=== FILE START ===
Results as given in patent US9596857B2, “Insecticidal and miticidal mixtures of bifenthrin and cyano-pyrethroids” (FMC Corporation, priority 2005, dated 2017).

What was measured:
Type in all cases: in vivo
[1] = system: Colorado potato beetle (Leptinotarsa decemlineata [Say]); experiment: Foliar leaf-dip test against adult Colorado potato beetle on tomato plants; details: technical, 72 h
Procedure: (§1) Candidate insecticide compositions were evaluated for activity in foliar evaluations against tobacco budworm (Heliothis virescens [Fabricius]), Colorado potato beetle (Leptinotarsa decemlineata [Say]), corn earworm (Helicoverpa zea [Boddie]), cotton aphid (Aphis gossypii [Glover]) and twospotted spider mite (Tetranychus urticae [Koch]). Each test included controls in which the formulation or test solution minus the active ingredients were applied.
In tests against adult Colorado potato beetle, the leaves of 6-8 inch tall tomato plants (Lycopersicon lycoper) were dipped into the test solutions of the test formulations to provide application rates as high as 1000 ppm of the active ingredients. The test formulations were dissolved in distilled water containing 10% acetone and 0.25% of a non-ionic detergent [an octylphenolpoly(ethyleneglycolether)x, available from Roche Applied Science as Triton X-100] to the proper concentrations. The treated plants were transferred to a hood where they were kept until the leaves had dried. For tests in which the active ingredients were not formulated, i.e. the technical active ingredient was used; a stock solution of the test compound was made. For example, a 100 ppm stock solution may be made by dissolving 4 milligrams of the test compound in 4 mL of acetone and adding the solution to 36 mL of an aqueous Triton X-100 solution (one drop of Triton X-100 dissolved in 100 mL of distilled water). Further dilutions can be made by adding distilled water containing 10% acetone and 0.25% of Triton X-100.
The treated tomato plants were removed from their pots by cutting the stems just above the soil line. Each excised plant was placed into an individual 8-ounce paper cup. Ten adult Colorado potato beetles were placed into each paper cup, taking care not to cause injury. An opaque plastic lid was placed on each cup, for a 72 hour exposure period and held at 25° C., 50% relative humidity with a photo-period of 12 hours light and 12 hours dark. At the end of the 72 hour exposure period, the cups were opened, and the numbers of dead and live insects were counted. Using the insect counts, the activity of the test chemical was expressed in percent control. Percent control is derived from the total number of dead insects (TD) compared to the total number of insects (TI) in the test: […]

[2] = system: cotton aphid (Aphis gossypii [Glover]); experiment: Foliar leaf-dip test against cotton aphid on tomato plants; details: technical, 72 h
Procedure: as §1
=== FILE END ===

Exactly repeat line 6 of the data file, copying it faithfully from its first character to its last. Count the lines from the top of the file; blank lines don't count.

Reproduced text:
In tests against adult Colorado potato beetle, the leaves of 6-8 inch tall tomato plants (Lycopersicon lycoper) were dipped into the test solutions of the test formulations to provide application rates as high as 1000 ppm of the active ingredients. The test formulations were dissolved in distilled water containing 10% acetone and 0.25% of a non-ionic detergent [an octylphenolpoly(ethyleneglycolether)x, available from Roche Applied Science as Triton X-100] to the proper concentrations. The treated plants were transferred to a hood where they were kept until the leaves had dried. For tests in which the active ingredients were not formulated, i.e. the technical active ingredient was used; a stock solution of the test compound was made. For example, a 100 ppm stock solution may be made by dissolving 4 milligrams of the test compound in 4 mL of acetone and adding the solution to 36 mL of an aqueous Triton X-100 solution (one drop of Triton X-100 dissolved in 100 mL of distilled water). Further dilutions can be made by adding distilled water containing 10% acetone and 0.25% of Triton X-100.